Cercas tells Mazas' story, which is fairly unremarkable, except for the tale of the man who didn't shoot. Mazas became rich, from a bequest from a relative, at first taking part in Franco's government, but he was more interested in literature for a time, and later led a solitary life. Mazas never sought out the farmer or the Republican soldiers who helped him survive.

The book is also a story about how it came to be written. Cercas had gone as far as he could but he knew the book needed a further participant, Miralles (his surname, but that was his preferred nomenclature) and Cercas knew that unless he found Miralles, he would not finish the book. He achieved his aim after an extraordinarily laborious search. But though Cercas suspected that Miralles was the man who did not shoot, he never admitted it. The links made by Cercas are sometimes tenuous, but it makes a good story.

There are moving tributes to some of the participants, at the end of this story, including to the people who against their own interests helped Mazas to survive as the war came to an end. Much of it is unverifiable, of course, but there is no doubt that the young Republicans who helped a fascist Nationalist against their own interests, and from fellow-feeling alone, are the true heroes of this story.
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on 24 May 2014
Essentially two stories in one novel. One focuses on the career of Sanchez Mazas, a minor poet and founding member of the right wing Falangist movement who managed to escape a mass shooting towards the end of war. The second from the perspective of the novelist Cercas and how he discovers the story of Mazas' amazing escape and his investigation and compilation the story.

This leaves the novel a bit disjointed and the story of Mazas probably does not warrant that much attention, as the most noteworthy aspect of it is the execution escape. Even Franco's post war government was quick to make his cabinet position redundant. The section concerning Cercas, his girlfriend, the meals he has with various interviewees and his meeting Roberto Balano is enjoyable, but doesn't really provide much of an insight to the lasting impact of the civil war.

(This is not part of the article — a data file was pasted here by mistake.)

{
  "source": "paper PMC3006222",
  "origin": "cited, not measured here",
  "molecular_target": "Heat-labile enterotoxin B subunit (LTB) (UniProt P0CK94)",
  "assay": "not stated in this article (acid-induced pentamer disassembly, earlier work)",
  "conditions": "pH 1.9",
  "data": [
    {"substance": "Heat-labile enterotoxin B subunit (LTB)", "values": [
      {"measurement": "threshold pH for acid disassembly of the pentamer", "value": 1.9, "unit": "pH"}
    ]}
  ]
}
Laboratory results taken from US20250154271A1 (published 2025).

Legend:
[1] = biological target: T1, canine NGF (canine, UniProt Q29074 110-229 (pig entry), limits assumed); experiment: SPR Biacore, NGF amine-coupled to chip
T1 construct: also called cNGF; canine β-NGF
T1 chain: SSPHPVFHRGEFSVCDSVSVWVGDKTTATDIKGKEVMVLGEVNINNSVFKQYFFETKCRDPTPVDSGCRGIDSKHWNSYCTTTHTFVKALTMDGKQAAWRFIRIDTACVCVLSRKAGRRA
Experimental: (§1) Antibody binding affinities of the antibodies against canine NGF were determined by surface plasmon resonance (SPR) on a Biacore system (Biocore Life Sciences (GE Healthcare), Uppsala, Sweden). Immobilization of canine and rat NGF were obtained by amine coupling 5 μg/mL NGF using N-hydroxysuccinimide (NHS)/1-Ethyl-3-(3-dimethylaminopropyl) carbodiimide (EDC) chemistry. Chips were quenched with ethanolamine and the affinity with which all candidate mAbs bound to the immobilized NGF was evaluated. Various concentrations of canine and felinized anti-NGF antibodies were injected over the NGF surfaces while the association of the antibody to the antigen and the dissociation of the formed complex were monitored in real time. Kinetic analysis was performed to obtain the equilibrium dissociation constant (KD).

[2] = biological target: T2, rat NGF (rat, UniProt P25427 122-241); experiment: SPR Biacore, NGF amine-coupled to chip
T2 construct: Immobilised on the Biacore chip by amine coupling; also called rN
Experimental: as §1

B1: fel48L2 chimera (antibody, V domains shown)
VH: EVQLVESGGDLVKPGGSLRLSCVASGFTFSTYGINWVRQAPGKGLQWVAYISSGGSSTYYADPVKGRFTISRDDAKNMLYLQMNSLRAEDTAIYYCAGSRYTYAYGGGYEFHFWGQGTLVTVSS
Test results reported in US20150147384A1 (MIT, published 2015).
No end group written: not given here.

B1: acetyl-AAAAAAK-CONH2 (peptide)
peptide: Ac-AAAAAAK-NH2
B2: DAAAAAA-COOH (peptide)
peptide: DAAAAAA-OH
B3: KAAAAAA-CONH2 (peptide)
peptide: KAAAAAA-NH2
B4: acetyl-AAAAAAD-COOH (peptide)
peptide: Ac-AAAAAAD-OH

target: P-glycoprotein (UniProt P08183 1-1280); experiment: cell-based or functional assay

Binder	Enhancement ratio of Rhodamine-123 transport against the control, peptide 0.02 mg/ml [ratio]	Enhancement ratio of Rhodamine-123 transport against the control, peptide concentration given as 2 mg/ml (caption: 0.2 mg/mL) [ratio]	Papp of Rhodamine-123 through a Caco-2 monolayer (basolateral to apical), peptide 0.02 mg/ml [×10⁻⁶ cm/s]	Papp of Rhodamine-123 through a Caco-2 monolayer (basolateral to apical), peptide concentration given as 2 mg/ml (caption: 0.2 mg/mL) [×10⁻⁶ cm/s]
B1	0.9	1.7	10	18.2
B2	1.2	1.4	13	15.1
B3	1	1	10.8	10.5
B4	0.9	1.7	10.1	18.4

It is not as good as Hemmingway's "For Whom the Bell Tolls", despite the claims made on cover. I would also recommend Giles Tremlett's "Ghosts of Spain" for good insight on how the past has impacted on modern Spain.
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on 26 April 2004
I hesitate to use the words "probably the best book I have ever read" but this is probably one of the best books I have ever read. It is outstanding in every aspect -- use of language, construction, pace, insight. I have no way of ascertaining if the original Spanish is as good as the translation but I cannot believe that such a superlative book was not written superlatively well to begin with.
If you think, as I did, that the middle section drags slightly - stick with it. There is a very good reason that is explained soon into the third and final part. You will be well rewarded if you do so.
Occasionally you read a book where the final sentence makes the hair on the back of your neck stand up. The final page of Soldiers of Salamis did that for me.
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on 27 July 2015
If you want to know at a sort of personal individual level about the changes in Spain at the time that the dicatator Franco was conquering the Spanish people with his mercenary army then this is a really interesting read. I am not sure how much is historical biography and how much creative fiction. The book deserves a better translation.
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on 4 October 2013
I rarely read books from Spanish autors but these
book impressed me very much maybe Iam interesting in spanish civil war or
the places the book is telling about were on my route when I travelled to Spain.
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on 9 February 2014
Whether it has remained true to the original Spanish, I don't know. However, I found it a riveting read and would recommend this to those interested in European history and Spanish literature.
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on 18 October 2007